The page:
Pesticide-free Bug ControlIn my area, hot weather means bugs. They sneak in your home looking for moisture, shelter from the heat, and, of course, some morsels to eat. Just the other day the Pesticide Salesman stopped by my door to let me know that two of my neighbors were spraying for ants and spiders and did I want to sign up too (at a discount, of course!) so that they didn't all run into my house when he, "flushed them out" of the neighbors' yards and crawl spaces. Turns out I'm much more worried about the neurotoxins in pesticides than ants and spiders, so I turned him down. But I'm not a huge fan of bugs in my house. I've had ant, fruit fly, and cockroach invasions and lived to tell the tale, without the use of toxic pesticides! This is my tried-and-true ant bait/ trap (keep away from little hands and animals), and a non-toxic spray we use around the perimeter of our house to discourage cockroaches. House spiders are generally welcome at my home! Check out Beyond Pesticides for safe alternatives to toxic pest control.
Does Play Sand Cause Cancer?
Last summer I purchased a used rigid plastic sand box with a cover on Craig's List. Once I had the sandbox, all I had to do was buy some sand. Unfortunately, this decision was not as simple as I had hoped.
If you live in California, you've possibly seen the Prop 65 cancer warning on bags of play sand. That's because the super cheap fifty pound bag of sand you can pick up at home improvement stores or garden centers isn't actually sand. According to Healthy Child Healthy World, "'Play sand' is a manufactured material made from ground quartz that can contain carcinogenic crystalline silica and a mineral called tremolite, which is related to asbestos." You can read more about the classification of crystalline silica as a human lung carcinogen in this OSHA document.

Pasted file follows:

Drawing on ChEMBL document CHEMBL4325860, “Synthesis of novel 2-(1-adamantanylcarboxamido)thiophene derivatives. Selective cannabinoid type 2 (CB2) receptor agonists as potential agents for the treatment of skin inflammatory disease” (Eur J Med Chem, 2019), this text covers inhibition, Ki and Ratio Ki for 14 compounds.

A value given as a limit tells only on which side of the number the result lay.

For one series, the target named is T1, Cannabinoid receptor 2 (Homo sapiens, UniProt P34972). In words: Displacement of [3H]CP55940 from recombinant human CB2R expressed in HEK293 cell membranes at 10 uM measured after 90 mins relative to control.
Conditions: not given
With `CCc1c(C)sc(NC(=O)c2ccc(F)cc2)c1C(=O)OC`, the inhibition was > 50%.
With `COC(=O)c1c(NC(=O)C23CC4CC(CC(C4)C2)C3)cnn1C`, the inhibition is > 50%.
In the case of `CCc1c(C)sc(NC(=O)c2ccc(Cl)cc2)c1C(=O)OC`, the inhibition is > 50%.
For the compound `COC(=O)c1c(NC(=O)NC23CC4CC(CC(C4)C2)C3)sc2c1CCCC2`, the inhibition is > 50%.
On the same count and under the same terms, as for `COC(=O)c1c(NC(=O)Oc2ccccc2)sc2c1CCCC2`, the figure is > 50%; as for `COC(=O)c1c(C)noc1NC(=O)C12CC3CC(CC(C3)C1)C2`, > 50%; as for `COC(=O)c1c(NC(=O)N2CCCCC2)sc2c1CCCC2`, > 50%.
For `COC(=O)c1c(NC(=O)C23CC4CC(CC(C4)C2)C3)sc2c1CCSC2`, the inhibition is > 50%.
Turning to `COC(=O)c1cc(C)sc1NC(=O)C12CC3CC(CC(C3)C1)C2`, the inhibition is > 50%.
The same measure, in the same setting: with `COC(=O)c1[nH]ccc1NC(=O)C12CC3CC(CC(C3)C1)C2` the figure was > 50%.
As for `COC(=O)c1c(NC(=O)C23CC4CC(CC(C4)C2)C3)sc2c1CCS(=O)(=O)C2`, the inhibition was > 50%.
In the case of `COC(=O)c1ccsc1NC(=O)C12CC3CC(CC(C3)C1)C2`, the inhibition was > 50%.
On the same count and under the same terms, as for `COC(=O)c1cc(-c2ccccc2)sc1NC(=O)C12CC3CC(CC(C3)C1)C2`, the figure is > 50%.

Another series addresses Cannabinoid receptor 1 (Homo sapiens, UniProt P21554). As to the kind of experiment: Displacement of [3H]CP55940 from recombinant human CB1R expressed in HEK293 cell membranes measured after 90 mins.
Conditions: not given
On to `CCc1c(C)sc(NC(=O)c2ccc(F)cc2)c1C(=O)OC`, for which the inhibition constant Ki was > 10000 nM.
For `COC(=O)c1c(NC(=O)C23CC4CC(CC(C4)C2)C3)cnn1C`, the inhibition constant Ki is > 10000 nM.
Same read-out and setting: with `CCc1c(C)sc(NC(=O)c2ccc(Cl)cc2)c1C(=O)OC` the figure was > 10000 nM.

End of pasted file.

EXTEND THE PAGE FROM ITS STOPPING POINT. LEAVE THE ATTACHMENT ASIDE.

Some emphasize that the risk is mainly an occupational hazard for sand blasters who experience intense and prolonged exposure to the crystalline silica dust. While children certainly aren't subject to the same degree of exposure as sand blasters, parents still may not be comfortable with their children inhaling respiratory irritants linked to cancer. The issue isn't the silica, which is present in all sand, but the size of the particles. Finer particles can be inhaled into the lungs, causing respiratory irritation and an increased risk of mutations and tumors. So if you see a dust cloud above the sand box, you have an issue.
I've been wanting to link up with Green Bean's Spot the Pollinator series, but haven't had a chance to take many photos of pollinators. But then I remembered the miracle we witnessed during June 2012 in our last home. And which, incidentally, I have never posted about (except a brief mention in this post on Green Phone Booth).
Two years ago, my kids and I got to watch a hummingbird build her nest right under the (plastic fake wood) lattice over the back patio of our rental home. We then watched that hummingbird sit on the eggs in her nest. I had never seen hummingbird wings as anything other than a blur before this experience. Eventually we saw little tiny hummingbird heads poking their heads over the edge of the nest as their mama brought them food.